US - A new study has found the presence of human DNA and other meats not mentioned on the label in some US pork, chicken, turkey, beef and vegetarian hot dogs and sausages.
Clear Food, part of Clear Labs - the standard for molecular food quality in the global food industry, analyzed 345 individual hot dogs and sausages from seventy-five different brands sold at ten food retailers. The findings showed that 14.4 per cent of hot dogs were problematic in some way.
Problems included the presence of ingredients not on the label and hygienic issues, such as the presence of human DNA.
Clear Food used next-generation genomic technology to analyze the samples at a molecular level, ingredient by ingredient.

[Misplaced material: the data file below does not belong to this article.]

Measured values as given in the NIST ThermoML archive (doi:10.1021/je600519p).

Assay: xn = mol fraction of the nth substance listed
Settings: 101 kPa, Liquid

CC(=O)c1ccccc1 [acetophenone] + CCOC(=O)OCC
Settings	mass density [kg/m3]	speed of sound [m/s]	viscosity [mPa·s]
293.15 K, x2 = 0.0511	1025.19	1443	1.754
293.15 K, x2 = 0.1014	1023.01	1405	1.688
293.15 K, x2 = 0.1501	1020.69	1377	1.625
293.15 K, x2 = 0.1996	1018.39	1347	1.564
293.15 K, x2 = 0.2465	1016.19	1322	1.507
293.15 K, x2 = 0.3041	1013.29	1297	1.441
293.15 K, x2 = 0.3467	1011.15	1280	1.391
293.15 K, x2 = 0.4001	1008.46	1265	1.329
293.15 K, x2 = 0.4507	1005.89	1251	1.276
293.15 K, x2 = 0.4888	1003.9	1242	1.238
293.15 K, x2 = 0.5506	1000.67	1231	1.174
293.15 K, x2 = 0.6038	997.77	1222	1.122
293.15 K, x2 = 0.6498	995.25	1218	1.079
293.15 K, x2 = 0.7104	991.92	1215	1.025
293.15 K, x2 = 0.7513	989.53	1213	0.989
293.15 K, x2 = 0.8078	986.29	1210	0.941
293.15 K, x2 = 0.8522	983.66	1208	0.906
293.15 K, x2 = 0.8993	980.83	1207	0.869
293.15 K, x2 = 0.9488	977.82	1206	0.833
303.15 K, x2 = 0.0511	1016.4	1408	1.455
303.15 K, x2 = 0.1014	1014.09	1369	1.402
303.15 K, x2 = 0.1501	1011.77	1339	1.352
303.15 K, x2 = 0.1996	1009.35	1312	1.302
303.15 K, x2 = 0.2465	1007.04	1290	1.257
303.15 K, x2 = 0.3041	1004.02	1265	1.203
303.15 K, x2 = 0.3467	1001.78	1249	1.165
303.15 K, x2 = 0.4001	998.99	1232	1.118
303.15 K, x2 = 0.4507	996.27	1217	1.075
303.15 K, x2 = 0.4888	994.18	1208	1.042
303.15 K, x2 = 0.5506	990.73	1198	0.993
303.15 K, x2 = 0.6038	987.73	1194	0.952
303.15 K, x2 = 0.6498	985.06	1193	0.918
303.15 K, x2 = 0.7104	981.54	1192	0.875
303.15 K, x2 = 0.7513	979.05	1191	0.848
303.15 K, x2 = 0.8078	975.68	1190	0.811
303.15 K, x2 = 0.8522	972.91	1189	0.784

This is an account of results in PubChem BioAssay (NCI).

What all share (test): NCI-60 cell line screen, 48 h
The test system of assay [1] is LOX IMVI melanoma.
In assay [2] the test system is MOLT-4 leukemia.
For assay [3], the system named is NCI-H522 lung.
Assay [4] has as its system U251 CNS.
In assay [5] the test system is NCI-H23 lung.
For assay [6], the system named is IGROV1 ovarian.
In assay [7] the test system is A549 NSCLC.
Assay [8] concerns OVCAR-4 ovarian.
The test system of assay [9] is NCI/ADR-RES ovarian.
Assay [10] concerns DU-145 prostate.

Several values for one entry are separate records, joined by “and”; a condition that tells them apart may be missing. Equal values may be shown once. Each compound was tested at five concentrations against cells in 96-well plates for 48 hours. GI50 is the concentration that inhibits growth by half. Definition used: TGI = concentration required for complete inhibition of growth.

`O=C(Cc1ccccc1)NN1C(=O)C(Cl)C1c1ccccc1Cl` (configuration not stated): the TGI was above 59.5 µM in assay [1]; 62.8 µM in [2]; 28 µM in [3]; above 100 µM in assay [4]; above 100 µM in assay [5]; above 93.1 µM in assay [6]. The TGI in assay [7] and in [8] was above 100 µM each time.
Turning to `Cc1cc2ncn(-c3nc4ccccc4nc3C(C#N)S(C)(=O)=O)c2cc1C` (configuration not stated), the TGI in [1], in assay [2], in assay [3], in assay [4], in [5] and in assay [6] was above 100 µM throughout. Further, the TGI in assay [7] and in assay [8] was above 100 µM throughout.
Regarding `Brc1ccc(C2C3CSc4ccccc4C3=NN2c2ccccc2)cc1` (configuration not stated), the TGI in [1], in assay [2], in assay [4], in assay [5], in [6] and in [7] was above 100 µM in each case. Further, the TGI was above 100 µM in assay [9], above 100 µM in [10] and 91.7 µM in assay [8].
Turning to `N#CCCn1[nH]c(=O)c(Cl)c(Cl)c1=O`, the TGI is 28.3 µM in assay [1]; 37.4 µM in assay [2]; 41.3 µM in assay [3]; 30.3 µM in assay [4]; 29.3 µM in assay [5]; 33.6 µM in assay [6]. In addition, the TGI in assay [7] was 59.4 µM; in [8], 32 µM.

In terms of substitutions, the study found evidence of meats not found on labels, an absence of ingredients advertised on labels, and meat in some vegetarian products.
Chicken was found in 10 samples, beef in 4, turkey in 3 and lamb in 2, in products that were not supposed to contain those ingredients.
Clear Food also found pork substitution in 3 per cent of the samples tested. In most cases, pork found its way into chicken and turkey sausages.
In terms of hygiene, Clear Food also found human DNA in 2 per cent of the samples. Two thirds of these samples with human DNA were in vegetarian products.
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